Mutations of the isocitrate dehydrogenase (IDH) enzymes IDH1 and IDH2 are early and frequent genetic alterations in WHO grade II or III lower grade diffuse gliomas (LGG), as well as in secondary glioblastomas, which progress from LGG. Although IDH mutant (IDH-MUT) LGGs are associated with longer survival compared to IDH wild type (IDH-WT) LGGs, most IDH-MUT LGG patients eventually succumb to the disease. The median age at diagnosis is younger in IDH-MUT patients than IDH-WT patients, suggesting more therapeutic opportunities for IDH-MUT patients, such as immunotherapy. All IDH1 and IDH2 mutations confer a novel gain-of-function activity by converting ?-ketoglutarate (?KG) to (R)-enantiomer of 2-hydroxyglutarate (R- 2HG), and coordinate genome-wide epigenetic changes. Approximately 90% of all IDH mutations are a single base mutation at position 132 of IDH1 replacing arginine (R) with histidine (H; R132H). As a way to target the IDH1 (R132H)-derived epitope by immunotherapy, we recently cloned cDNAs for T-cell receptors (TCR) that are specifically reactive to the IDH1(R132H)-derived peptide epitope (IDH1-TCR). Without immunotherapy, LGGs are known to be infiltrated by relatively few T-cells, implying that LGG may exhibit a unique immunosuppression mechanism. To support this, we have recently demonstrated that IDH mutations and R- 2HG lead to decreased effector T-cell-attracting chemokines, such as CXCL10, thereby suppressing infiltration of effector T-cells in gliomas. Our data also show that a mutant IDH1-specific inhibitor recovered CXCL10 and enhanced the efficacy of T-cell-based immunotherapy in preclinical mouse models of IDH-MUT gliomas. Finally, our data indicate that R-2HG also suppresses CXCL10 production by myeloid cells. In the current proposal, we will build on these data to evaluate our central hypothesis that IDH-MUT gliomas could be susceptible to immunotherapy by proper modulation of the LGG microenvironment and targeting of the IDH1(R132H)-derived neoantigen epitope. We will test the following Specific Aims:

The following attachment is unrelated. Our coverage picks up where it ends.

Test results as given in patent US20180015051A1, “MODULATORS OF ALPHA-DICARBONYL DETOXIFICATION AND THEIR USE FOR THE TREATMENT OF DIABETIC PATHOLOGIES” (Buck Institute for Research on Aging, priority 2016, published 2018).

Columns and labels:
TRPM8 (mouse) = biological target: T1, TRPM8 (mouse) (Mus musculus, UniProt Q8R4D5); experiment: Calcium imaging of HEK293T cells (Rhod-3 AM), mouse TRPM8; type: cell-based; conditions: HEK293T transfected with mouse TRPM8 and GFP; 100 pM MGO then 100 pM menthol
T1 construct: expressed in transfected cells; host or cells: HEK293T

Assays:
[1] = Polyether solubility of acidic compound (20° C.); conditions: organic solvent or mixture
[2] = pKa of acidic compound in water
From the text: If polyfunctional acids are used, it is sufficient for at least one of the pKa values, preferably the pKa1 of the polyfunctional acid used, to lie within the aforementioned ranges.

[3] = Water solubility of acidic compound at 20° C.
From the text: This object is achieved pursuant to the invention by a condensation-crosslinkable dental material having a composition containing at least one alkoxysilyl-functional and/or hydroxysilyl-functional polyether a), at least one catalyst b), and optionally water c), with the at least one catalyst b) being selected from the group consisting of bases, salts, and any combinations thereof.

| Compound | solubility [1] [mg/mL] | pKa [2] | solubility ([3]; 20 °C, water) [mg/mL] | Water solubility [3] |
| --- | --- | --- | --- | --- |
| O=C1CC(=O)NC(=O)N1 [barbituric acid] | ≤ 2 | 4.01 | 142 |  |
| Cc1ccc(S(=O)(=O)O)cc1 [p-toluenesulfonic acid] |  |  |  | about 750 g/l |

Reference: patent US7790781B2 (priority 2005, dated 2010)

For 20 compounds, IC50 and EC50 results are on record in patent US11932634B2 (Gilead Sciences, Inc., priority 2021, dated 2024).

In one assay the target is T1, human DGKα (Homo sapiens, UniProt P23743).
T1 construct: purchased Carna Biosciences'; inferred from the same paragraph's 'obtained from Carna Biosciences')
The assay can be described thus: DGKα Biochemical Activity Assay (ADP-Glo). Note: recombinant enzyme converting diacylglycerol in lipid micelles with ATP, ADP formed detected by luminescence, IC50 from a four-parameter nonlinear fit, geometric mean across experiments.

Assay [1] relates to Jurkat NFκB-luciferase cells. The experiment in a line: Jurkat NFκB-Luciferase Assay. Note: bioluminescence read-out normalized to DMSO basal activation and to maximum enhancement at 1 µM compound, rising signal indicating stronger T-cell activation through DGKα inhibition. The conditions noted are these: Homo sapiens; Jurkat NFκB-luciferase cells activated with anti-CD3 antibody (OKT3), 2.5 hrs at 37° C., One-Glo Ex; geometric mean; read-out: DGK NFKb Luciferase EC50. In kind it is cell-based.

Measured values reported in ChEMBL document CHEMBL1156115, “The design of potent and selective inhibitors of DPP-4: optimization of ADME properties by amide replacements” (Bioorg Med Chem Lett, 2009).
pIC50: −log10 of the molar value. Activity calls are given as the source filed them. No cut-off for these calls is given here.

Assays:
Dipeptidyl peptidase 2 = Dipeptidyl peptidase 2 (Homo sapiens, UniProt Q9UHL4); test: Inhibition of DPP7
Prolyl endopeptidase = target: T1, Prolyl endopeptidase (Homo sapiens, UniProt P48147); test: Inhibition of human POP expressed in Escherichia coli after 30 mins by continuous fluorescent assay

Aim 1. Determine the effects of IDH mutations on glioma-infiltrating myeloid cells. As myeloid cells could function as antigen-presenting cells (APCs), we will delineate the effects of IDH mutations on glioma-infiltrating myeloid cells and determine whether inhibition of mutant IDH can promote their APC functions.
Aim 2. Determine how the IDH(1R132H) epitope is presented and recognized by the IDH1-TCRs. We will determine antigen-specificity and avidity of TCRs reactive to the IDH1(R132H) epitope. We will also evaluate how IDH1-TCRs recognize the epitope presented by a variety of HLA-class II molecules.
Aim 3. Determine the efficacy and mechanisms of ACT with IDH1-TCR-Th1 cells in preclinical models. Using HLA-A2.DR1 transgenic mice, we will evaluate two mutually non-exclusive mechanistic hypotheses: 1) Th1-cells function as cytotoxic T lymphocytes (CTLs) and directly kill HLA-class II+ IDH1(R132H)+ glioma cells, and 2) Th1-cells promote cross-priming of CD8+ CTLs, which in turn kill glioma cells.
We will build on recent data from our lab and evaluate our central hypothesis that IDH-mutant gliomas could be susceptible to immunotherapy by proper modulation of the LGG microenvironment and targeting of the IDH1(R132H)-derived neoantigen epitope. Specifically, we will determine the effects of IDH mutations on glioma-infiltrating myeloid cells and fully characterize T-cell receptors that are reactive to the IDH1(R132H)- epitope. Finally, we will integrate these findings in mouse glioma models and establish a solid basis for developing a clinical trial of immunotherapy targeting mutant IDH1.